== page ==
Category Archives: meeting
Observers and interested people of atmospheric phenomena convened on the first weekend in 2012 to the annual meeting on the Sudelfeld. Actually, the mountain saddle at an altitude of approximately 1200m acts as a predestinate location for halo observations, but the continuous snowfall buried all hopes – like most cars too, by the way.
But the “hydro-meteors” with its radians at the zenith also gave benefits, because the dancing snowflakes optimally served as a canvas for uncounted Sudelfeld monsters and angels, which were surrounded by glories and fog bows partially. Furthermore, we were initiated in the secrets of shooting photographs of snowflakes by Reinhard Nitze.
At our domicile, the Sudelfeld youth hostel, we could rewarm ourselves after nocturnal ghost hunting as well as listen to very interesting articles about light and colors in nature, phenomena in twilight, lamp halos, the three-dimensional appearance of ice crystal halos, bagel-like raindrops and spiderweb-halos. Also fascinating colorful pictures were shown in a great number.
However, the highlight of the meeting was Michaels Großmann’s crazy experimental stuff. He did not even show his first and second edition of the “Halomator”, (2 – 3 – animation), but also performs numerous experiments to illustrate the reason for blue-colored sky, the development of Quételet-rings (2), and the simulation of higher order rainbows (2).
The next meeting is already being planned. It will take place in Davos/Switzerland on the weekend of 22nd to 25th November 2012. Davos is located at an altitude of 1600m and very popular in winter sports. There are many snow guns, that should support the looked-for halo activity. The meeting will be in German language. Interested persons are welcome and can register here.
Halo Meeting of the “Arbeitskreis Meteore e.V. / FG Atmosphärische Erscheinungen der VdS e.V.“ at the Sudelfeld (Upper Bavaria), January 08 – 10, 2010
Winter halos in nearby ice crystals are quite a rare sighting in most parts of Germany. However, there are few special places where the chances for such displays are much higher, such as the Alps mountains. To benefit from this, 14 halo enthusiasts met at the Sudelfeld Youth hostel near Bayrischzell in the vicinity of the Wendelstein (1838 m) during the second weekend of January. Already on Thursday (January 07) a very impressive halo phenomenon at the sun could be observed by Reinhard Nitze. Unfortunately, throughout the meeting a complete cover of low-level clouds blocked the sun so that halo observations were restricted to artificial light sources during night time. The highest halo activity was noticed at late Friday evening, involving light pillars (or superlamps), upper and lower 22° tangent arcs (“champagne glasses”), parhelic circles (visible for only few seconds), and superparhelia (not photographed due to fleeting appearance). The phenomena showed remarkable dynamics, lasting for about 10 minutes and being followed by intervals of 30-60 minutes without halos. The influence of snow blowers was discussed as well, since there were some of them running the whole night, approximately 500 m apart from the observation place.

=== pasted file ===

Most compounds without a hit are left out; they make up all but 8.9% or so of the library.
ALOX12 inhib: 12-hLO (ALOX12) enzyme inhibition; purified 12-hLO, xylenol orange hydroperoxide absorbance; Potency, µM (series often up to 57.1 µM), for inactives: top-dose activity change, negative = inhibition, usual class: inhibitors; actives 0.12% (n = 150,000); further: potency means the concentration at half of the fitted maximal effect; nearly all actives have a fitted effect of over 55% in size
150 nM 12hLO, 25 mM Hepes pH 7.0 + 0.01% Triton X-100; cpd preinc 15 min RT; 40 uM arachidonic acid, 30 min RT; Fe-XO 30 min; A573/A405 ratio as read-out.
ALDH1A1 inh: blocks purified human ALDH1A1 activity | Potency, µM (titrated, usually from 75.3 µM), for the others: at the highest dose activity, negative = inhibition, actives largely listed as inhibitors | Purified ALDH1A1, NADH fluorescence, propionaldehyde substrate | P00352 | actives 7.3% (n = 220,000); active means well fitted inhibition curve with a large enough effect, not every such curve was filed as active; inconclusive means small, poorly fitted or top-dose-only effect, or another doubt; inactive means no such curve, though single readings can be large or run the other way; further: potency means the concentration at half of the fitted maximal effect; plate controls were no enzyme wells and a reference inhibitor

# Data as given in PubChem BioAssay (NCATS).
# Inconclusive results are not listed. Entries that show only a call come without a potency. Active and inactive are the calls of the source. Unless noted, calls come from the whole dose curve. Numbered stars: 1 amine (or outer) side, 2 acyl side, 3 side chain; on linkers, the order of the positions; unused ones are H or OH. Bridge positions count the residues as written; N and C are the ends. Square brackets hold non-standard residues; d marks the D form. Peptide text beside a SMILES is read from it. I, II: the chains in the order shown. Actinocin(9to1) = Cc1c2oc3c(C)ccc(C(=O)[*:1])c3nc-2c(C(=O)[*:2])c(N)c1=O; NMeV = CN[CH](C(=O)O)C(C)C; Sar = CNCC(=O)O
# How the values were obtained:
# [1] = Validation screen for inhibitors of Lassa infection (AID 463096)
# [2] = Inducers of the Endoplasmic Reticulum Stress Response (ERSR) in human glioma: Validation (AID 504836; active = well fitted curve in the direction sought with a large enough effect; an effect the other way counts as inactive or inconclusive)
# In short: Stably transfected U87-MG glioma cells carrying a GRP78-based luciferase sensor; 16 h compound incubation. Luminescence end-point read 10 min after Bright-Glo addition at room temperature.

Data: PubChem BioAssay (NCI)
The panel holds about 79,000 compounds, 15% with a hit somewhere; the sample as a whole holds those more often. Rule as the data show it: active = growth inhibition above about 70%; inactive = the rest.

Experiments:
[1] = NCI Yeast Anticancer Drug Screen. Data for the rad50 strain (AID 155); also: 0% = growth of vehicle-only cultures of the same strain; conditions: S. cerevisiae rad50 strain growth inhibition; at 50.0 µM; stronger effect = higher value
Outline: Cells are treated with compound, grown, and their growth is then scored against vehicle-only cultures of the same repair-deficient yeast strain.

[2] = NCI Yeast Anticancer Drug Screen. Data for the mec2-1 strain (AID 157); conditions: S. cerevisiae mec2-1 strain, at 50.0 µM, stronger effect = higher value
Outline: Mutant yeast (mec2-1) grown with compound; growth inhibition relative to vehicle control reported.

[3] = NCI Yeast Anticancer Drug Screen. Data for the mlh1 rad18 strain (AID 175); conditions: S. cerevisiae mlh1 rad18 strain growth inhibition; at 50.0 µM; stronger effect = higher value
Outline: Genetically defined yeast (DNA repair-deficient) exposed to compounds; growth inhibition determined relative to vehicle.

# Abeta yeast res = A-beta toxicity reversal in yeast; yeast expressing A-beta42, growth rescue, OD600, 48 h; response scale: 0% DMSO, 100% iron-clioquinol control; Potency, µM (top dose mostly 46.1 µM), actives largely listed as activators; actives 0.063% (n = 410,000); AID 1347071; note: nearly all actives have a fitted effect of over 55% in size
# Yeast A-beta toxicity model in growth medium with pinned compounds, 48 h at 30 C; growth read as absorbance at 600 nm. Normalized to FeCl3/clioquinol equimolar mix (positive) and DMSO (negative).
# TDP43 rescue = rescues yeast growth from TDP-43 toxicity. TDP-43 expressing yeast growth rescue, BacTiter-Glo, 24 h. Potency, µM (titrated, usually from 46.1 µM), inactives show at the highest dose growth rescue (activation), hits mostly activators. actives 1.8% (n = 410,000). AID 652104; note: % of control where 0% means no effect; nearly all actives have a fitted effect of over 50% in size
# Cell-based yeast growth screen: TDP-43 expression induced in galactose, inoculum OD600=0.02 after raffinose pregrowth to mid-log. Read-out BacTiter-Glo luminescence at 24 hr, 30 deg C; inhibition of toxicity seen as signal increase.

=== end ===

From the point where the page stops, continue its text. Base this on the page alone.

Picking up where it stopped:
During the second evening only weak light pillars were seen for short times, eventually being replaced by fog bows due to rising temperatures and the transition from ice crystal to water droplet fog. Great fun were the shadow plays using a floodlight in the back of the people what finally led to photos of the “Sudelfeld monster”.Apart from the actual observations, the participants joined a workshop program containing slideshows from Michael Großmann, Claudia Hinz, Reinhard Nitze, and Andreas Zeiske as well as talks dedicated to special topics such as halo image stacking by Georg Dittié, high dynamic range image processing by Claudia Hinz, high precision measurements of the moon’s opposition effect by Elmar Schmidt, microphotography of snow and ice crystals by Reinhard Nitze, and artificial dew bows as well as stereo photography by Alexander Haußmann. The following experimental demonstration of glass bead bows in divergent light was received with great interest and triggered a high amount of photographic activity. Furthermore, an excursion to the nearby Tatzlwurm waterfall (named after some kind of dragon) was organized at Saturday afternoon and revealed a great winter landscape containing a large number of worthwhile photo subjects.
More pictures are here.
Author: Alexander Haußmann, Hörlitz, Germany